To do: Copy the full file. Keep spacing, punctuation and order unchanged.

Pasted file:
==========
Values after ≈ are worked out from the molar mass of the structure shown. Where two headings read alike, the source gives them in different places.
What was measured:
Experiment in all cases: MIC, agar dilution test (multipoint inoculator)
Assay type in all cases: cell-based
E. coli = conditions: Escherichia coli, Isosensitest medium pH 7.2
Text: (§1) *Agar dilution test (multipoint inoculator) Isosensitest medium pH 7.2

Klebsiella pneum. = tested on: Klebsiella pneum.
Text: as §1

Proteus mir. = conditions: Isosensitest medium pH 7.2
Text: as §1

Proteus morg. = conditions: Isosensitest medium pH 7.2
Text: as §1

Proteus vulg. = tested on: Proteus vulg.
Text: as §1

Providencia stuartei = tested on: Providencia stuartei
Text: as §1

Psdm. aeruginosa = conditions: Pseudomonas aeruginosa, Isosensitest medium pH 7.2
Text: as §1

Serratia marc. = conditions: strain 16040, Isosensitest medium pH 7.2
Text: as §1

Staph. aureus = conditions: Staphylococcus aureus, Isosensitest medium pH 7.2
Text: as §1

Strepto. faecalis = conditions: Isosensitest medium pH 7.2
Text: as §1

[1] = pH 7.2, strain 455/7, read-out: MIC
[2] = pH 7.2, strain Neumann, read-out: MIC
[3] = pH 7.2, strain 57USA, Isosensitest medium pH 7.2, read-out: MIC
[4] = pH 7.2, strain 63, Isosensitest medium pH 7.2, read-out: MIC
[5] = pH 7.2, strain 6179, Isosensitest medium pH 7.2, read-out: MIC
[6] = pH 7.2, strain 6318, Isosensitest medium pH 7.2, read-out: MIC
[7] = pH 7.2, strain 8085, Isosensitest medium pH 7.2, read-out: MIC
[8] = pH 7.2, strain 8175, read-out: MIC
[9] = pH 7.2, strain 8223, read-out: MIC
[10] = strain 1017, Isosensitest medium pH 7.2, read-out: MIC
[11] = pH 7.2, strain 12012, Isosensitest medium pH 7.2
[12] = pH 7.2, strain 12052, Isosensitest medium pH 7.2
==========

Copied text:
Values after ≈ are worked out from the molar mass of the structure shown. Where two headings read alike, the source gives them in different places.
What was measured:
Experiment in all cases: MIC, agar dilution test (multipoint inoculator)
Assay type in all cases: cell-based
E. coli = conditions: Escherichia coli, Isosensitest medium pH 7.2
Text: (§1) *Agar dilution test (multipoint inoculator) Isosensitest medium pH 7.2

Klebsiella pneum. = tested on: Klebsiella pneum.
Text: as §1

Proteus mir. = conditions: Isosensitest medium pH 7.2
Text: as §1

Proteus morg. = conditions: Isosensitest medium pH 7.2
Text: as §1

Proteus vulg. = tested on: Proteus vulg.
Text: as §1

Providencia stuartei = tested on: Providencia stuartei
Text: as §1

Psdm. aeruginosa = conditions: Pseudomonas aeruginosa, Isosensitest medium pH 7.2
Text: as §1

Serratia marc. = conditions: strain 16040, Isosensitest medium pH 7.2
Text: as §1

Staph. aureus = conditions: Staphylococcus aureus, Isosensitest medium pH 7.2
Text: as §1

Strepto. faecalis = conditions: Isosensitest medium pH 7.2
Text: as §1

[1] = pH 7.2, strain 455/7, read-out: MIC
[2] = pH 7.2, strain Neumann, read-out: MIC
[3] = pH 7.2, strain 57USA, Isosensitest medium pH 7.2, read-out: MIC
[4] = pH 7.2, strain 63, Isosensitest medium pH 7.2, read-out: MIC
[5] = pH 7.2, strain 6179, Isosensitest medium pH 7.2, read-out: MIC
[6] = pH 7.2, strain 6318, Isosensitest medium pH 7.2, read-out: MIC
[7] = pH 7.2, strain 8085, Isosensitest medium pH 7.2, read-out: MIC
[8] = pH 7.2, strain 8175, read-out: MIC
[9] = pH 7.2, strain 8223, read-out: MIC
[10] = strain 1017, Isosensitest medium pH 7.2, read-out: MIC
[11] = pH 7.2, strain 12012, Isosensitest medium pH 7.2
[12] = pH 7.2, strain 12052, Isosensitest medium pH 7.2